21 February 2015

The courts and the impossibility of autonomy: Carter v Canada

Earlier this month the Supreme Court of Canada delivered its long-awaited decision in Carter v Canada, known to some as the “Death with Dignity Case.” The Court ruled that the Canadian Criminal Code’s blanket prohibition of assisted suicide violates section 7 of the Charter of Rights and Freedoms which guarantees everyone “the right to life, liberty and security of the person and the right not to be deprived thereof except in accordance with the principles of fundamental justice.” The reader of section 7 might be forgiven for assuming that its wording would favour the protection of life in virtually all cases. Nevertheless, the justices decided that forcing a critically ill person to take her own life while she is still able to do so but before she would prefer is a violation of the autonomy of the person as ostensibly guaranteed by the Charter. The Court has suspended its ruling for one year to allow Parliament to craft a law that would address its concerns.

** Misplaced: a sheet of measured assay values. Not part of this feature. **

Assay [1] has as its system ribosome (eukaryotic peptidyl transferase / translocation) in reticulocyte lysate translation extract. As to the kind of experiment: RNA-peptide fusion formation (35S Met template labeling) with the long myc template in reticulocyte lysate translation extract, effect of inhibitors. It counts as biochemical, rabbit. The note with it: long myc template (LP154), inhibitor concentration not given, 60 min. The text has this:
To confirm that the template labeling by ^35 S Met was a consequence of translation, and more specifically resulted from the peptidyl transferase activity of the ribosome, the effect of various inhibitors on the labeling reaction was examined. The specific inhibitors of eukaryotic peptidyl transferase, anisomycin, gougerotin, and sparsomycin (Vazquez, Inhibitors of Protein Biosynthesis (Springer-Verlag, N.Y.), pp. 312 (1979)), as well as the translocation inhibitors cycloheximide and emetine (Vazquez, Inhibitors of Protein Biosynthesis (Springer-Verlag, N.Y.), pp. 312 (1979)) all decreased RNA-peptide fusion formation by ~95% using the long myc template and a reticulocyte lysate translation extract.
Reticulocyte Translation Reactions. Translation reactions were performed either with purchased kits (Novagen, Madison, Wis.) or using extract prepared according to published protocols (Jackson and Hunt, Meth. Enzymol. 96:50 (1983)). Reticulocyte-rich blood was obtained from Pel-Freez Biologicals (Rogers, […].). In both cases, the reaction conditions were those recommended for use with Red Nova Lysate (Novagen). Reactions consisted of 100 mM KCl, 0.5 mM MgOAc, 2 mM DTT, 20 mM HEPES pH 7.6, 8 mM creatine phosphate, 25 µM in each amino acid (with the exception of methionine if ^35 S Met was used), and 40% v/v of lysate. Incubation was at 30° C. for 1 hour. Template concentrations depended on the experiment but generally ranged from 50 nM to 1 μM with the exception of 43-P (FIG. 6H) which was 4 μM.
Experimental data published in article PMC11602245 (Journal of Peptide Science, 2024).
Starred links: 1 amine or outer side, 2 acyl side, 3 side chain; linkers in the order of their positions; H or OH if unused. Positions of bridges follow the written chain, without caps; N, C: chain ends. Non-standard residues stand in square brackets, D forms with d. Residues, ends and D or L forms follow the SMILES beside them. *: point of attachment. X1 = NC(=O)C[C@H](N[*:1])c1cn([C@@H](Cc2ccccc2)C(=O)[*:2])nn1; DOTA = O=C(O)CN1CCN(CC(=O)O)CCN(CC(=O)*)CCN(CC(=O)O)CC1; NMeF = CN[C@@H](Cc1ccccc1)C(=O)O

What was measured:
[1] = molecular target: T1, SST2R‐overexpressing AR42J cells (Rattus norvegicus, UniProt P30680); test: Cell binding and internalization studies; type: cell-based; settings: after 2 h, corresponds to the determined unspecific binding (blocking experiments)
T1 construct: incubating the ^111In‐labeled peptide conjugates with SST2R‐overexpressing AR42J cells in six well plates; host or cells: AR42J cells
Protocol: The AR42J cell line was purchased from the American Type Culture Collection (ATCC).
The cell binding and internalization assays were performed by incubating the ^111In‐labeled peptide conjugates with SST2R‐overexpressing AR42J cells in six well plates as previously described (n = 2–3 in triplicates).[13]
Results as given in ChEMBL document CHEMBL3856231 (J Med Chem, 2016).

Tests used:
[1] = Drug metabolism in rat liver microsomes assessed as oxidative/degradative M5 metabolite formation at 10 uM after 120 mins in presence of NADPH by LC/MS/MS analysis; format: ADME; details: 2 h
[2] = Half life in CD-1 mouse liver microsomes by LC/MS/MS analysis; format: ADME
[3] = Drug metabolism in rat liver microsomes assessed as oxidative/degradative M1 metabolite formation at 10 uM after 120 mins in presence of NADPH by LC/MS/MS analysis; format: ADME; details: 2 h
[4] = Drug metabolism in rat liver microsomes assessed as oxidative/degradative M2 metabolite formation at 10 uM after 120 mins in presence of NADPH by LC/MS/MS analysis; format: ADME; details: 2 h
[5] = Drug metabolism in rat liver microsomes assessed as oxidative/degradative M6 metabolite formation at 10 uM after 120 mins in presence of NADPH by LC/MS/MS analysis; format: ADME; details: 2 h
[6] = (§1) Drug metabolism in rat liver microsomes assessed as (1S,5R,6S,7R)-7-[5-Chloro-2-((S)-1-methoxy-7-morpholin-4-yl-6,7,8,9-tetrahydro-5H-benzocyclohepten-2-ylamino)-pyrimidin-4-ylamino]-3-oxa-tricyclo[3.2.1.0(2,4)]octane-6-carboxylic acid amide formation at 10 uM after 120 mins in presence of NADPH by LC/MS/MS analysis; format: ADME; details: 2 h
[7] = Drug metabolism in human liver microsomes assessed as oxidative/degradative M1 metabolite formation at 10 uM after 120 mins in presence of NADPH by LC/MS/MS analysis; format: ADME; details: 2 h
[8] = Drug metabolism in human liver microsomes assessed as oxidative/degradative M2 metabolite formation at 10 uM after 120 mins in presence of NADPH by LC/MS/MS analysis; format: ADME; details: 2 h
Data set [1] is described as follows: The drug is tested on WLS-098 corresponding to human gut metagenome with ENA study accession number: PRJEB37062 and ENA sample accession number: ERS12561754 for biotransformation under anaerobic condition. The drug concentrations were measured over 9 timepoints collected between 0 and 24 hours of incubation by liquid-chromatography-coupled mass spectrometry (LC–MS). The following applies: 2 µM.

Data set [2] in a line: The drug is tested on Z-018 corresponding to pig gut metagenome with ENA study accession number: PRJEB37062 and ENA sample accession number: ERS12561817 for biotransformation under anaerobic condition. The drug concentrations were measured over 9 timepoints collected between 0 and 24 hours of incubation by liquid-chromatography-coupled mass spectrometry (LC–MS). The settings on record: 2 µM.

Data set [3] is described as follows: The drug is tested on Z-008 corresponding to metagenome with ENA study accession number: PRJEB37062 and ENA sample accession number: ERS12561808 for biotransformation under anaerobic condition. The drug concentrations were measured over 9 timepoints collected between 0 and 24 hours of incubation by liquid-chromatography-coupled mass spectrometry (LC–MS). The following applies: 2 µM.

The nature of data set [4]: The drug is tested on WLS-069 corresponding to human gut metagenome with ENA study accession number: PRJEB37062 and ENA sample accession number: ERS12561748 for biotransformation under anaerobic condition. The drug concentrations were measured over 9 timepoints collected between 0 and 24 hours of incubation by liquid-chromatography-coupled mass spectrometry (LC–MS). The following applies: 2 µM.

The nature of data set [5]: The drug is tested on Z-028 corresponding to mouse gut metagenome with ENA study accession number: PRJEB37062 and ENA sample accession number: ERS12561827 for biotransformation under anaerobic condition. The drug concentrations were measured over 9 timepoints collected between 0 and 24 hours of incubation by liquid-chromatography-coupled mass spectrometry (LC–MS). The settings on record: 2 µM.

My friend Peter Stockland, of the Canadian think tank Cardus, has raised several important issues with respect to this ruling, especially his concern that, if Parliament fails to take up the Court’s challenge, this country could become literally lawless, as we have been for the last twenty-seven years with respect to abortion.

However, I would contend that the principal issue raised by this and similar rulings in both of our countries’ supreme courts is whether the quest for personal autonomy is a feasible goal for either legislatures or courts to advance. Does justice consist of giving everyone the maximum ability to fulfil their desires, whatever they might be? Do constraints on the ability to choose constitute oppression? Is it the task of our political institutions to liberate us from such constraints?